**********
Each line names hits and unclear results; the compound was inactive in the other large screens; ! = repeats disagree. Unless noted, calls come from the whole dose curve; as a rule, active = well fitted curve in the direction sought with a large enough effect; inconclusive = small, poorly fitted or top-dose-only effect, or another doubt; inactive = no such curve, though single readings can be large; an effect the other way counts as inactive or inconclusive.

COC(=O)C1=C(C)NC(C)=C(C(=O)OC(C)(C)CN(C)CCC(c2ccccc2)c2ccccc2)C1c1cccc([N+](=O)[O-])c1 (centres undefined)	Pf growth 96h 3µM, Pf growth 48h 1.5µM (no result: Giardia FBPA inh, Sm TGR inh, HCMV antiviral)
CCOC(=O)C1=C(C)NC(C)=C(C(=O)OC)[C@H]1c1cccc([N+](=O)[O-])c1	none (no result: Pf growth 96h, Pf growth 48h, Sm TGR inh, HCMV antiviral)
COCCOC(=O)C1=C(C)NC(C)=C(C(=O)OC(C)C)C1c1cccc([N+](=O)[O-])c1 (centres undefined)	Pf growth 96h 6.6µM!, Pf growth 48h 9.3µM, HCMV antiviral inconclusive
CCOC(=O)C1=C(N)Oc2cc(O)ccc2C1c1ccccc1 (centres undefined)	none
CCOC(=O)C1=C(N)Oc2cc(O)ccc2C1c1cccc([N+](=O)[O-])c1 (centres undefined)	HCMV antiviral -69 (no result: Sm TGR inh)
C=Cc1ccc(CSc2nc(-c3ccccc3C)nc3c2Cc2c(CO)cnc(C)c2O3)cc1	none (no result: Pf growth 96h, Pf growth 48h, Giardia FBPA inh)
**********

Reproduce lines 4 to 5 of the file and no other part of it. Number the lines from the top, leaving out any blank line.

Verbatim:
COCCOC(=O)C1=C(C)NC(C)=C(C(=O)OC(C)C)C1c1cccc([N+](=O)[O-])c1 (centres undefined)	Pf growth 96h 6.6µM!, Pf growth 48h 9.3µM, HCMV antiviral inconclusive
CCOC(=O)C1=C(N)Oc2cc(O)ccc2C1c1ccccc1 (centres undefined)	none